Dementia Dog Project Thursday 23 May @ 18.00

Thu 23rd May 2019 at 18.30 - 20.30

Dementia Dog Project Thursday 23 May @ 18.00

(right to left) Fiona Corner, Project Manager with the Dementia Dog Project, with Rotarians Stuart Brown and Peter Farr, and Kerry Gough, Dementia Dog Project, together with Dementia Dog Ruby

Dementia Dog Project Thursday 23 May @ 18.00

Fiona Corner and Kerry Gough from the Dementia Dog Project were made very welcome by the Club on Thursday, as was Ruby, a black Labrador, a (so-called) dementia dog.  Fiona explained that the Project arose as a collaboration between Alzheimer Scotland and Dogs for Good, the aim being to explore ways in which trained assistance dogs could benefit those living with dementia. 

Dementia dogs, she said, are given two years of basic training (in many ways similar to that of a guide dog), with a final period tailored to the specific needs of someone living with dementia.  In 2012, a pilot programme based in Angus involved the placement of trained dogs with three families where a member had been diagnosed with dementia. The assessment of this pilot was very positive with demonstrable gains on the part of the person diagnosed with dementia by way of greater physical activity, a renewed sense of purpose, and more confidence in social interaction. Given this success, the Project is now expanding to provide each of eight families located across Scotland with a trained dog.  Following the placement of a dog, each family will receive on-going support from the Project team to ensure that the training of its dog matches specific needs.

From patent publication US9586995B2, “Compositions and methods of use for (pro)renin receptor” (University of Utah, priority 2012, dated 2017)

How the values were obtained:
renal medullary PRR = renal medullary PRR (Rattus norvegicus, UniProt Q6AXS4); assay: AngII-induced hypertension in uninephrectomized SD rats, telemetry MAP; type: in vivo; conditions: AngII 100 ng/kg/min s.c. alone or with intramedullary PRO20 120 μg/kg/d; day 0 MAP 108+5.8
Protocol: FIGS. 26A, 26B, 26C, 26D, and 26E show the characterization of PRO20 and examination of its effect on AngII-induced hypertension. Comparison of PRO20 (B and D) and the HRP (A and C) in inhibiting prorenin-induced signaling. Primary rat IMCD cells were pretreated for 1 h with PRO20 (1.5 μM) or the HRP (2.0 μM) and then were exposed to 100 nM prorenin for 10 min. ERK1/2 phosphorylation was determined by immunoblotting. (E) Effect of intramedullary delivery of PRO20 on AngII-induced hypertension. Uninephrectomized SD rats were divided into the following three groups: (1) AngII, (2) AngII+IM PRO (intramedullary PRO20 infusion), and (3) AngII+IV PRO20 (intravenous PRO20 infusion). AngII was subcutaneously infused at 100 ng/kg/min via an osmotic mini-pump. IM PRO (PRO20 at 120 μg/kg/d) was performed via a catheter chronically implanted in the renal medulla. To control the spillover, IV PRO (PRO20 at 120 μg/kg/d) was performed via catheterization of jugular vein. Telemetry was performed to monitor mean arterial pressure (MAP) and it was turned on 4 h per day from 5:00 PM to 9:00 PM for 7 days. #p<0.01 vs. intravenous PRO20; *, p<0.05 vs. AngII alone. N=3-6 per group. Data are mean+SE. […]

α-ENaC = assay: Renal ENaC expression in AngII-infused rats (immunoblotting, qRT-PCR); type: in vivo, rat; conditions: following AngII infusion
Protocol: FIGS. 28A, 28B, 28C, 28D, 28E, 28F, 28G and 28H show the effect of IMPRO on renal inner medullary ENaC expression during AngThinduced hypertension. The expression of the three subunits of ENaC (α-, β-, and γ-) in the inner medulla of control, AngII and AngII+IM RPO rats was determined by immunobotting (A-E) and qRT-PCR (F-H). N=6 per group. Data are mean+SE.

The Project has also launched a further initiative called Assistance Dog, a three-year pilot project started in 2016, to examine how regular, short-term engagement with trained dogs can benefit those in the early to moderate stages of dementia.  Feedback from this has already demonstrated that this initiative produces similar benefits to those obtained with the Dementia Dog Project.

Kerry then gave a short demonstration of the versatility of Ruby’s capabilities.  Working with a Club member, Peter Farr, Ruby showed how she was able to help with the removal of clothing, the collections of objects – in this instance a glasses case – and the fetching of a medicine pouch in response to a timed alarm.  

Giving a vote of thanks, Audrey Cooper, Speaker’s Host, said how impressed she was with the capability of Ruby. She was sure members wished the Project every success in the development of this important initiative.